What a difference a day (or a few months) makes. Jo Rowling came out of the closet today--or at least her creation, Albus Dumbledore, did. That's right Potter fans everywhere, Rowling--in her great wisdom--has revealed to all the world that the wisest, kindest, most powerful (and famous) wizard in literary history is gay.
According to Rowling, "I always thought of Dumbledore as gay . . . . Dumbledore fell in love with Grindelwald [a bad wizard he defeated long ago], and that added to his horror when Grindelwald showed himself to be what he was." http://observer.guardian.co.uk/uk_news/story/0,,2196020,00.html
What a stand for diversity!
What a triumph for gay people everywhere!
What egg on the face of "Christian" supporters like Christianity Today, the culturally correct publisher of feel-good articles like, "Why We Like Harry Potter" (2000). Christianity Today recommended Potter because "Rowling's series is a Book of Virtues with a preadolescent funny bone. Amid the laugh-out-loud scenes are wonderful examples of compassion, loyalty, courage, friendship, and even self-sacrifice. No wonder young readers want to be like these believable characters. That is a Christmas present we can be grateful for." http://www.ctlibrary.com/ct/2000/january10/29.37.html
Harry Potter a "Book of Virtues?" Is this an alternate reality?
Rowling's agenda has always been clear: she sees nothing wrong with Witchcraft, in fact, she glorifies every little detail by wrapping them all up in the shiny tissue paper of fantasy. The occult is a lucrative business, and Rowling knows this better than anyone else. She's made hundreds of millions of dollars working and playing in the wonderful world of the occult.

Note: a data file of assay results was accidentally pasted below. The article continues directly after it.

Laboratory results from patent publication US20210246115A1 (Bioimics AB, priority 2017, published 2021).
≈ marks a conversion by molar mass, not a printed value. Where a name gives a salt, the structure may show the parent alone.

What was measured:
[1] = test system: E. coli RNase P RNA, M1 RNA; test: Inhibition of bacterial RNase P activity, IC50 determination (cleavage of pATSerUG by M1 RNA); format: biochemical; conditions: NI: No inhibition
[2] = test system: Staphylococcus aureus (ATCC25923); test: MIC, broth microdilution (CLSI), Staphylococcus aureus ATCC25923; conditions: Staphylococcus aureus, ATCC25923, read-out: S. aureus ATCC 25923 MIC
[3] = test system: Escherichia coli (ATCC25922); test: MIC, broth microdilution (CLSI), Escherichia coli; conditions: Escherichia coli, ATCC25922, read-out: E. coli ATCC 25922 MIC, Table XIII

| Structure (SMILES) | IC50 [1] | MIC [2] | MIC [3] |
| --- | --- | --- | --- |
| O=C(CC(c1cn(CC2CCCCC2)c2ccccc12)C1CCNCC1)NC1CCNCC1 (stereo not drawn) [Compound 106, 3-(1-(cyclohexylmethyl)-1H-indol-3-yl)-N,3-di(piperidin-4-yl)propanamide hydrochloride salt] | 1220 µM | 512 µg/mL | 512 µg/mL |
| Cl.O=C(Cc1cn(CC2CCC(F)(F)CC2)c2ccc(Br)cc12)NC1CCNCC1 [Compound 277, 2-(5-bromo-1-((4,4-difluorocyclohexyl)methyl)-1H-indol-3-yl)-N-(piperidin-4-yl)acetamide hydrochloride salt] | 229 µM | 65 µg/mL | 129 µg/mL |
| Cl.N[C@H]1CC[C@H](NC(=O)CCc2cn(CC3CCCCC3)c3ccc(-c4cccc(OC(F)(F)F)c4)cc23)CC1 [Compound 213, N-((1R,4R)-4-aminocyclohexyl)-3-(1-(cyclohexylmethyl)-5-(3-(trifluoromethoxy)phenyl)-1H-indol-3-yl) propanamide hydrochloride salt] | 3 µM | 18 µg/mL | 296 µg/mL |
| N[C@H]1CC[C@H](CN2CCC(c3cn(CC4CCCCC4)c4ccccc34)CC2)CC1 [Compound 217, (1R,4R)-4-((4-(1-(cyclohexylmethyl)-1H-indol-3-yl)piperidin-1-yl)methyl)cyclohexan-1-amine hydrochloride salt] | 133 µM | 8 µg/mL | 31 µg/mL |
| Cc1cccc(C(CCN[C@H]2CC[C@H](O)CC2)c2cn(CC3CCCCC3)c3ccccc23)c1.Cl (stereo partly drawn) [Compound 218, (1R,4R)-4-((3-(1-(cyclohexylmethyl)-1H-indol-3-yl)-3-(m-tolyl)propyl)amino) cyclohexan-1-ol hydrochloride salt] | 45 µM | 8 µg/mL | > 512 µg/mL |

Here's my take on Harry Potter: Over the years I read them to see what all the fuss was about, and at first I thought (sadly) that they were entertaining. Offensive, yes, without a doubt--and I said so publicly--but I had to give Rowling her due when it came to story-telling.
Today, after intense research into the world of the occult, I would never read another Potter book or waste my time on a Potter movie again. Sure, the adventure part is great, and it's true that you can teach your kids what not to believe, simply by analyzing a Rowling book, but God hates evil, right? He hates it no matter how fun, exciting or educational it is, and if we love Him, shouldn't we hate it, too?
"There shall not be found among you anyone who makes his son or his daughter pass through the fire, or one who practices witchcraft, or a soothsayer, or one who interprets omens, or a sorcerer, or one who conjures spells, or a medium, or a spiritist, or one who calls up the dead. For all who do these things are an abomination to the LORD, and because of these abominations the LORD your God drives them out from before you. You shall be blameless before the LORD your God (Deuteronomy 18: 10-13). God takes a very dim view of all forms of Witchcraft, including the entertainment kind. Witchcraft is not cute, funny or inspiring. It is not virtuous, although it often wears the mask of virtue. God calls it an abomination, and I don't know about you, but that's enough for me.
I'd be willing to bet a giant bag of Halloween candy that Jo Rowling planned this Dumbledore announcement a very long time ago. I personally think that one of the reasons she did it was to keep Christianity from claiming even the tiniest shred of Harry Potter . . . ever. It's interesting how she conveniently revealed this final detail long after everyone bought her last book which proves that even Rowling, a woman richer than the Queen of England, still likes to make a buck (or a pound). Just wait until the Harry Potter theme park opens in Florida . . . . Cha-ching.
Albus Dumbledore is gay, and he has been and will continue to be a tremendous influence on millions of children. "One blogger wrote on a fansite: 'My head is spinning. Wow. One more reason to love gay men.'" http://observer.guardian.co.uk/uk_news/story/0,,2196020,00.html
In the end, though, Rowling has actually done the Christian world an enormous favor by her perverse revelation: she has settled the Harry Potter debate once and for all.